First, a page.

Current ‘wisdom’ says we’re meant to seek out others’ opinion, to be open to criticism of our work, to gather everyone’s thoughts and learn from them.
But is everyone’s opinion valuable?
Surely our first responsibility is to determine whose opinion is worth listening to?
One evening, at the end of your gig, an audience member comes to thank you, and then adds, “by they way, I really do think you should play more ballads.”
“Hmm”, you think, “maybe I should.”
Then another well-meaning audience member suggests that you “really should do more up-tempo tunes.”
Yet another thinks it would be great if you took longer solos; the next says, “make them shorter.”
You listen to them all.
And without realising it
you start to bend yourself
You read comments on your blog – some people says you were better with a bigger band.
Others recommend you play in a trio.
Maybe they’re right.
You bend this way and then that.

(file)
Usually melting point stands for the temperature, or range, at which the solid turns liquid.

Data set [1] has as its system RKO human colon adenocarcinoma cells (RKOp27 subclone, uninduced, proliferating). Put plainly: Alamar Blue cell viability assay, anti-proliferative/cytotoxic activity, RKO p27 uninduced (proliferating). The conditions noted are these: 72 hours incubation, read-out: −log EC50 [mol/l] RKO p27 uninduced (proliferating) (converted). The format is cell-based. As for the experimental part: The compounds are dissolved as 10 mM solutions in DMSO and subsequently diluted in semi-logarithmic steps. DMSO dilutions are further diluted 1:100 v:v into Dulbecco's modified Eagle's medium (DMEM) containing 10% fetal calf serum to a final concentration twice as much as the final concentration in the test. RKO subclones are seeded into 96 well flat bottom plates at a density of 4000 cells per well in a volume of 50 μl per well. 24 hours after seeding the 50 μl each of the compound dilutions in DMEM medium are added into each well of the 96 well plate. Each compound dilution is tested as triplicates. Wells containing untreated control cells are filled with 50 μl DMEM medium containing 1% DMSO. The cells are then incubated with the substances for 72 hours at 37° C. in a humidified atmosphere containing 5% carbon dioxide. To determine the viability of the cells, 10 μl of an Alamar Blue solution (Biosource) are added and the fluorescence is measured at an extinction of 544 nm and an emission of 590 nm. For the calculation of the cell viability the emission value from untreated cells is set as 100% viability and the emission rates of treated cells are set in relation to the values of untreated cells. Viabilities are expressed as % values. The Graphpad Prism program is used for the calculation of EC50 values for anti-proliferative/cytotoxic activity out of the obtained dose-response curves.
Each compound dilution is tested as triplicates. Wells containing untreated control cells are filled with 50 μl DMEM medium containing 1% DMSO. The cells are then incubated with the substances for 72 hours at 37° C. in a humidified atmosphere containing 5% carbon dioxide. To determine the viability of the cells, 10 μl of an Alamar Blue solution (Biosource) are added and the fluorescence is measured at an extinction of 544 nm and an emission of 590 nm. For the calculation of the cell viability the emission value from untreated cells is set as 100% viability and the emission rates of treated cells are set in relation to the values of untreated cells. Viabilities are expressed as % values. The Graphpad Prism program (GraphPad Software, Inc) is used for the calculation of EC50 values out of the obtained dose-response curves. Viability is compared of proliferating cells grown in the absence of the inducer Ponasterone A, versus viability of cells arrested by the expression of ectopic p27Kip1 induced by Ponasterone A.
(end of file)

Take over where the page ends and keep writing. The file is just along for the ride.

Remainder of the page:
Your agent suggests you play louder; your friends like it more mellow.
Your manager thinks bravado is the way to go; your partner recommends a more laid back approach.
This isn’t the sort of criticism that says you’re bad at what you do.
But it’s the sort of criticism that makes you bend what you do.
And keep on bending…
Until you’ve bent yourself completely out of shape
And you’ve nothing original to say
To stop bending you have to learn to ignore opinions.
Then you can put your energies into getting closer to the place that is authentically ‘you’.
And when you do want an opinion, you choose carefully where you find it.
You ask people who are truly wise,
those whom you respect and who respect you,
and those who tread with care, so they don’t crush your spirit.
Most critics have a self-serving agenda
Find one who doesn’t,
and you find an opinion worth listening to.
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